Congresswoman Ilhan Omar says her criticism of Obama was distorted

Democrat Ilhan Omar is interviewed by The Associated Press Wednesday, Nov. 7, 2018, in Minneapolis after winning Minnesota’s 5th Congressional District race in Tuesday’s election. She will be the first Somali American to serve in Congress and one of the first two Muslim women to serve in Congress. (AP Photo/Jim Mone)


Minnesota Congresswoman Ilhan Omar has made a habit of infuriating colleagues and adversaries in her short time in the House.

After being repeatedly accused of anti-Semitism through multiple tweets and dubious statements, she has now taken aim at former President Barack Obama. In a new interview with Politico Magazine, she appears to compare Obama to President Donald Trump.

Omar said that Obama was just a “pretty face” and called his agenda a mirage. She cited the “caging of kids” at the Mexican border and the “droning of countries around the world” on Obama’s watch

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“We can’t be only upset with Trump,” she said in the profile. “His policies are bad, but many of the people who came before him also had really bad policies. They just were more polished than he was,” she said.

“And that’s not what we should be looking for anymore,” she added. “We don’t want anybody to get away with murder because they are polished. We want to recognize the actual policies that are behind the pretty face and the smile.”

Omar, a freshman in Congress, is a Somali-American Muslim who spent four years in a refugee camp in Kenya after her family fled the violence in Somalia. Over the last month, she has been under constant scrutiny for repeated tweets and comments about the United States’ relationship with Israel.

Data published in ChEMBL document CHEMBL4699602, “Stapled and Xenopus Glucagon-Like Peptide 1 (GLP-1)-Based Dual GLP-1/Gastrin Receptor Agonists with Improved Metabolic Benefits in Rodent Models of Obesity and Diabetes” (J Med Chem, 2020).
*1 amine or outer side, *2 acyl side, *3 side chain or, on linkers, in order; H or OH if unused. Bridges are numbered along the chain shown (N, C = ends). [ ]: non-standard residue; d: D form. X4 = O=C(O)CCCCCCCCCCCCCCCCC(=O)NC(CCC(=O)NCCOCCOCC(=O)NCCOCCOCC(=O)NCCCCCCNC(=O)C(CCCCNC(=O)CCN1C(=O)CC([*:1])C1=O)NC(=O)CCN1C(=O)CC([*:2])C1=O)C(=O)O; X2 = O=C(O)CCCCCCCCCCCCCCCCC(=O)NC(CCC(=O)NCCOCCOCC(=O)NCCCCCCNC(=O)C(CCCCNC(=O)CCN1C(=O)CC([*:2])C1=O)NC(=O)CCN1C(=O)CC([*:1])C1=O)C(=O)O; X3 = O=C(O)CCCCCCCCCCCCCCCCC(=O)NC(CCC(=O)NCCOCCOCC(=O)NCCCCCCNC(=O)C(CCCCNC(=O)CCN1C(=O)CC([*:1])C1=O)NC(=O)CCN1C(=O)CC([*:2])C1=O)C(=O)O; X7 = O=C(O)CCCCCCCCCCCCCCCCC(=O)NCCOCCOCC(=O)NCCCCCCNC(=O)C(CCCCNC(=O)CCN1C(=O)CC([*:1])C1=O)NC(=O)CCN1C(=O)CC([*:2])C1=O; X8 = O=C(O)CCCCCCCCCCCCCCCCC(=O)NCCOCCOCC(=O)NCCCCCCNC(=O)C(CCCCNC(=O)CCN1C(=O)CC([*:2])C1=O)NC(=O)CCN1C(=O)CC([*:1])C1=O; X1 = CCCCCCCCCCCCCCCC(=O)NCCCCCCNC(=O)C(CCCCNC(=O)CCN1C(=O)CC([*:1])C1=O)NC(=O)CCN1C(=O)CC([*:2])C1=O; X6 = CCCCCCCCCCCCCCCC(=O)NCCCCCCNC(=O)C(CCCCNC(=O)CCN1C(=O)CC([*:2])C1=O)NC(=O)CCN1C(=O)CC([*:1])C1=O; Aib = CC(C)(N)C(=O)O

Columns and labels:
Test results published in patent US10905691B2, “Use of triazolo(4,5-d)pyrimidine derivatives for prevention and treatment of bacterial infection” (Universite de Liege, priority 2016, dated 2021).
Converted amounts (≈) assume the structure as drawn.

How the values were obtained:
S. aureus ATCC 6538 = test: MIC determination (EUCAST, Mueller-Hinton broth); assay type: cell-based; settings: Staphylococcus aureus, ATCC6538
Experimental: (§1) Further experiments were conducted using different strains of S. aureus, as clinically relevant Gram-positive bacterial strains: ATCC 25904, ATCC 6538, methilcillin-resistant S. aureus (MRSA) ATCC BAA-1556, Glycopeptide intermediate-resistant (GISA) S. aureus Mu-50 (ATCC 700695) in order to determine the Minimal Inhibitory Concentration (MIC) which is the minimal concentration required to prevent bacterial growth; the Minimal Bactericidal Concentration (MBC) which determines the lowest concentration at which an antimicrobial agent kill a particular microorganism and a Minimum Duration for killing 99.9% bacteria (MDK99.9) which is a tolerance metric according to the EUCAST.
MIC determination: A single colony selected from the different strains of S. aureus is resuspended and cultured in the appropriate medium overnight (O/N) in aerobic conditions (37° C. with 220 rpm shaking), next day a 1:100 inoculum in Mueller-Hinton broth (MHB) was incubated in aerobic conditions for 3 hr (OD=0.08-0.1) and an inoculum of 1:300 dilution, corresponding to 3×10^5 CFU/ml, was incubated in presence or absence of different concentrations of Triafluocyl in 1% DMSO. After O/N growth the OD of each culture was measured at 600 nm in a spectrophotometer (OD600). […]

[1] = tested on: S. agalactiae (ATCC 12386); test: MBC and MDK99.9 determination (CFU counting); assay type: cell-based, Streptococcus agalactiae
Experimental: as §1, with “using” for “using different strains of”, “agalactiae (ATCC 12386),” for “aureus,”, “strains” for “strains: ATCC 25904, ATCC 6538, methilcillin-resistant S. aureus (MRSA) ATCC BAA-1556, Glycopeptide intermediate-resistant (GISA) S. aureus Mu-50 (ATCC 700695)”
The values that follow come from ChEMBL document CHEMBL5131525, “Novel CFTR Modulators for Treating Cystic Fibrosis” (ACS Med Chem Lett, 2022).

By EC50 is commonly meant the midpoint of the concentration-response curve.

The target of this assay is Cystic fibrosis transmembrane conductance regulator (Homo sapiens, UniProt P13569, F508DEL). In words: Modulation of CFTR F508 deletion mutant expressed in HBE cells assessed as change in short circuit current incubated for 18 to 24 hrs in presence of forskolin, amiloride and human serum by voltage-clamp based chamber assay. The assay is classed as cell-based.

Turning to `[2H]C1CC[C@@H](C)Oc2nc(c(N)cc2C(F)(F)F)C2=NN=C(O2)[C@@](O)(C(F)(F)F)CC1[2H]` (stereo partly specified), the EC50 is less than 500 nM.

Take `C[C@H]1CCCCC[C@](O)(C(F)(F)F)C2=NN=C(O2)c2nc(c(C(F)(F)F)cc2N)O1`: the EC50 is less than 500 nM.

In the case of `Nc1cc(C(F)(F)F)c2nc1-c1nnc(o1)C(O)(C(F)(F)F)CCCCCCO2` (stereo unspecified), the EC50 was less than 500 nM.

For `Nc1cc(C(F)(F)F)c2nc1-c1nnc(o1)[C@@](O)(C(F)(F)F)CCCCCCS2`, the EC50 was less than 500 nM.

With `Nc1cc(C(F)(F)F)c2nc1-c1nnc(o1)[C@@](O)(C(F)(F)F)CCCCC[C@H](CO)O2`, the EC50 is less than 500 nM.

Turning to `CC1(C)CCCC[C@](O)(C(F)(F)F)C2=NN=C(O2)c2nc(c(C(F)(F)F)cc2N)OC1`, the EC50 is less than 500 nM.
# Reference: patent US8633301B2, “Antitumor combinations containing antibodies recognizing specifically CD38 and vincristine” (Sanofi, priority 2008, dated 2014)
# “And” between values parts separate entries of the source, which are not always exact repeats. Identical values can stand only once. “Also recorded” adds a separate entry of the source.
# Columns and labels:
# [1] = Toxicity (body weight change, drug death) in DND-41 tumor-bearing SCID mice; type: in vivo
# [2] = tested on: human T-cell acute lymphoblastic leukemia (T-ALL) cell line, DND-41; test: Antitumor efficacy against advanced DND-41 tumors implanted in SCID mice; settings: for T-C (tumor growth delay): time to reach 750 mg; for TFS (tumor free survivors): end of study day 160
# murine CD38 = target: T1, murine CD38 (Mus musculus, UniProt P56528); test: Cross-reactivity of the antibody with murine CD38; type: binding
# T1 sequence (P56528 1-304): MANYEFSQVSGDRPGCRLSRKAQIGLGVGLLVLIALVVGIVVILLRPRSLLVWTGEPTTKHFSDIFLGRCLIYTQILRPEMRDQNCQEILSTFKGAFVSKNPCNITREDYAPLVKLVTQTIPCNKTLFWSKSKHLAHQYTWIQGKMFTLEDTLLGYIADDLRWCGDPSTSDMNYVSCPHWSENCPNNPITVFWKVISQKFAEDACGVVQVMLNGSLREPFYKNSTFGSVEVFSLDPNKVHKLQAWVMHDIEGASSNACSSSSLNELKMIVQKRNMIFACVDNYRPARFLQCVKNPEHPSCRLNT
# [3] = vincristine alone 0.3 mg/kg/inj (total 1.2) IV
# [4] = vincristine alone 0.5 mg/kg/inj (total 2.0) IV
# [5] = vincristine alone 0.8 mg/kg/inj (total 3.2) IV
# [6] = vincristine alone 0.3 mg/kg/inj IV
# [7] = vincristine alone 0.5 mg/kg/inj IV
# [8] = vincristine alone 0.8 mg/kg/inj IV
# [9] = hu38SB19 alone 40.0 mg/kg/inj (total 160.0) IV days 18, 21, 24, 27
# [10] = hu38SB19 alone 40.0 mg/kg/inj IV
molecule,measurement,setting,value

In early February, Omar responded to a tweet about House GOP leader Kevin McCarthy’s threats to punish her and another congresswoman for criticizing Israel by tweeting, “It’s all about the Benjamins baby.”

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The comment, which mirrored tropes thrown out by the likes of Trump during the 2016 campaign, drew immediate pushback from Jewish Americans and members of both parties.

The tweet was compounded by a 2012 tweet where she said: “Israel has hypnotized the world, may Allah awaken the people and help them see the evil doings of Israel.” The reference to Jewish people hypnotizing people is another common trope.

The ensuing firestorm angered the newly formed Democratic House majority and spurred days of tense negotiations that led to a resolution condemning bigotry on Thursday.  Despite the fallout, Omar said to Politico that this is what we can expect.

“I am certainly not looking to be comfortable, and I don’t want everyone necessarily to feel comfortable around me,” she said. “I think really the most exciting things happen when people are extremely uncomfortable.”

Omar has since taken to Twitter to clarify her comments and cited that her words were distorted.


Her response sparked a response from the Politico reporter who states that his version is 100 percent accurate.